If you’re ready to get something out there, your beta should accomplish a few things:

  • Determine whether this is actually something YOU want to work on.
  • Test the riskiest part of the thing you’re building (for a course it might be your content, for a membership maybe it’s the vibe of the members you’re looking for, etc)
  • Start seeding your community with the right people who are invested in building with you.

🔑 Key partnerships

You don't need a big audience if you know exactly who your people are and where they’re already hanging out.

Think about the transitions your potential members might be going through. What is already helping with those transitions? Can you find a partnership that aligns you with places where your members are already showing up?

In my case, Circle was a platform that people were starting to hear about and build or migrate their community. I became a Circle Expert early on and met a lot of early BACB community members through their community.

I also connected with other communities that served the members I was looking for and hosted workshops for their members.

💰 Charge early

I don't recommend starting with a free community if you want to end up with a paid one.

By starting with a paid offer, we found our people earlier. I never felt resentment towards the community and things generally felt calmer and clearer.

I’ve written more about free vs paid here and here.

🧩 Start with more than just community

What your beta becomes, can depend on the type of community business you ultimately want to build. Here are some examples:

  • Membership → A contained 3-month community experience
  • Cohort-based course → A fully live version of the course that you create in real time (this is what I did!)
  • Evergreen course + community → A weekend workshop
  • Group Coaching → A virtual retreat

Because I hadn't built a large audience, it would have been hard to start with a pure membership option. The value would have relied too much on the community showing up.

Starting with a cohort-based course made it easier to charge more, communicate the value and provide results for just a handful of members from day 1.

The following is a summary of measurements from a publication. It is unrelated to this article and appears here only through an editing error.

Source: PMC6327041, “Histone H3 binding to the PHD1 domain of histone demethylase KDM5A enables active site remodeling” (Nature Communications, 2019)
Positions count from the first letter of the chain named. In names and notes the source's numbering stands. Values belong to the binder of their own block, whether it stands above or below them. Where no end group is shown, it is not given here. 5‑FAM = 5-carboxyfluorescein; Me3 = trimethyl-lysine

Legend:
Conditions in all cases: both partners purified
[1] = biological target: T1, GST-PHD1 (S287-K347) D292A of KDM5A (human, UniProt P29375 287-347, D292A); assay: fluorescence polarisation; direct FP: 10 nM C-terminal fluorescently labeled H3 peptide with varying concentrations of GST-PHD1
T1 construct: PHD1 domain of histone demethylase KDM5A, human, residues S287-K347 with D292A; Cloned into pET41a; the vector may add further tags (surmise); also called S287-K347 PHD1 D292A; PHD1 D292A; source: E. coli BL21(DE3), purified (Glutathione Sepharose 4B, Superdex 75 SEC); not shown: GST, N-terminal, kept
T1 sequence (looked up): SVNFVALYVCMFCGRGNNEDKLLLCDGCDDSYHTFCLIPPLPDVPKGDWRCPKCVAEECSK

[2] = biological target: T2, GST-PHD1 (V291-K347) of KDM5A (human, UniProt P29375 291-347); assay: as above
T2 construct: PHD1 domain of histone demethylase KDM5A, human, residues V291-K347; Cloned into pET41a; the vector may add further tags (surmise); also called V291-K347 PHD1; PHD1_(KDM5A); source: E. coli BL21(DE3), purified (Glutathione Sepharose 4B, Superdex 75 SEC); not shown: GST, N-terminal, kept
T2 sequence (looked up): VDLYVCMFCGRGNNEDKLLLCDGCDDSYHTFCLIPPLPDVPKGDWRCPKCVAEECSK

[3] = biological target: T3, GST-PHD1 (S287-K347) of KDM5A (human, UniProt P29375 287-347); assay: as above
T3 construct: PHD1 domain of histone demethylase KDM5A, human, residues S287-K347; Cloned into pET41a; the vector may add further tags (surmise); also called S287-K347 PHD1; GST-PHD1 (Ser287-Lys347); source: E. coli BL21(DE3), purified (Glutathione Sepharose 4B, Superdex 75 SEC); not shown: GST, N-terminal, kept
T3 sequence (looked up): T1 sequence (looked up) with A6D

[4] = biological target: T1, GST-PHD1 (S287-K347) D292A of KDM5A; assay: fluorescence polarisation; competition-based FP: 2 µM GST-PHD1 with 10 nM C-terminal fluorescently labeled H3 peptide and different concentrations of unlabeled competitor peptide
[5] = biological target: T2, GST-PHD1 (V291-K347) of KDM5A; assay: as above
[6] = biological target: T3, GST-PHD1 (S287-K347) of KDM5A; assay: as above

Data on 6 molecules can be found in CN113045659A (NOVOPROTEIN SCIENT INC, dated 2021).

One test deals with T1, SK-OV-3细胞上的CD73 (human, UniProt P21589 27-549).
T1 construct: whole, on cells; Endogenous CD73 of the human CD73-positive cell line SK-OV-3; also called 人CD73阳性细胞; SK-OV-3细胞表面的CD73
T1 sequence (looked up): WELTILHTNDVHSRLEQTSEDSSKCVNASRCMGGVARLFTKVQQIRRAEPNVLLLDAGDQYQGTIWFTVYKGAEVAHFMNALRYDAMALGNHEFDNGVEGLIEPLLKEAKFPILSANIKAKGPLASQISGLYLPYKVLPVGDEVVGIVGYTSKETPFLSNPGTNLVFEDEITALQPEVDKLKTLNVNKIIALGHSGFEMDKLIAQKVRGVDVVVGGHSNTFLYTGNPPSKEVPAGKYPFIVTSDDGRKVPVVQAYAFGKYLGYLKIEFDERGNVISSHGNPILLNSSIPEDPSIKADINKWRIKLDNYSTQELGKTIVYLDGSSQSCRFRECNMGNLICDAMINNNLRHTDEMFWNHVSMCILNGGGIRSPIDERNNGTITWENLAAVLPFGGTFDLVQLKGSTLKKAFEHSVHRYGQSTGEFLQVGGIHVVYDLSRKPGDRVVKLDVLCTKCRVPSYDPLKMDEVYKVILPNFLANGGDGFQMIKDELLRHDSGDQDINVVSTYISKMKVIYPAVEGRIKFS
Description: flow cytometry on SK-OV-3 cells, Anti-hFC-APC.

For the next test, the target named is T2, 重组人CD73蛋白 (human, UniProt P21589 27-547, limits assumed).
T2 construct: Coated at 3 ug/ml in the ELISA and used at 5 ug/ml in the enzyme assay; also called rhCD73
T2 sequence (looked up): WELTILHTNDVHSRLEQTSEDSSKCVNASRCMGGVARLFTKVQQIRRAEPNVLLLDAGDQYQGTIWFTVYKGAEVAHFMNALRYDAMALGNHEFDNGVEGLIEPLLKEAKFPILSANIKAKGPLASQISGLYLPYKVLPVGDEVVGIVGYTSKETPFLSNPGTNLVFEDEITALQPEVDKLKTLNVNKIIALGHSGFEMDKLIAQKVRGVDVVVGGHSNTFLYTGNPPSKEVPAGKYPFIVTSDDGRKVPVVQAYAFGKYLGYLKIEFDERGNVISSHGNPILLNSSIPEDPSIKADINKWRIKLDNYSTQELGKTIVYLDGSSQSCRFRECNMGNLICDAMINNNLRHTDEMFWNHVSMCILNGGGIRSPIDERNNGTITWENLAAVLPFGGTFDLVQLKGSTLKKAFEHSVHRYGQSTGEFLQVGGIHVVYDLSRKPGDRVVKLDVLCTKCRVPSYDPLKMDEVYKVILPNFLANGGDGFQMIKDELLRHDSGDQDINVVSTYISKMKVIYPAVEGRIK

⚙️ Build systems

I started documenting what I was doing for launches, onboarding and operations early on. It sounds like a nice-to-have, but we would not have been able to reach 6 figures in 12 months without this step.

Having everything documented saved a ton of time and energy. I was able to focus that time and energy on growth.

The process was not perfect (and still isn’t!), yet it saved a ton of time as I hired. We were able to improve with each new batch of members without reinventing the wheel each time.

Early on your time is super valuable. You want to learn things only once and then repeat the processes that work over and over. Documenting, building systems and automations are all a gift to a future version of yourself. And it doesn’t take a lot of time if you do it often.

👯‍♀️ When you can, hire!

I got this advice early on from Marie Poulin and should've done it sooner!

Our Community Operations Manager, Rachel and our Notion consultant, Ghalizha have been game-changers. With help, we're able to manage the different priorities of the business calmly and thoughtfully.

I recommend hiring for your weak spots! For me it was the operations and automations side of the business.

Starting a business is not easy, but that doesn't mean it has to be painful. You DON'T need to work 24/7, burn out, and feel terrible.

If you're building a community, I think it's extra important that you're feeling whole as you start gathering people.

Does this approach resonate with you? If you want a clear roadmap + a supportive community for your first few years of building a community business, I hope you’ll consider applying for Build a Community Business!

BACB is a course and community experience for community founders who want to build a profitable business without sacrificing their values.

You can apply and join anytime, you’ll hear from us within 48 hours.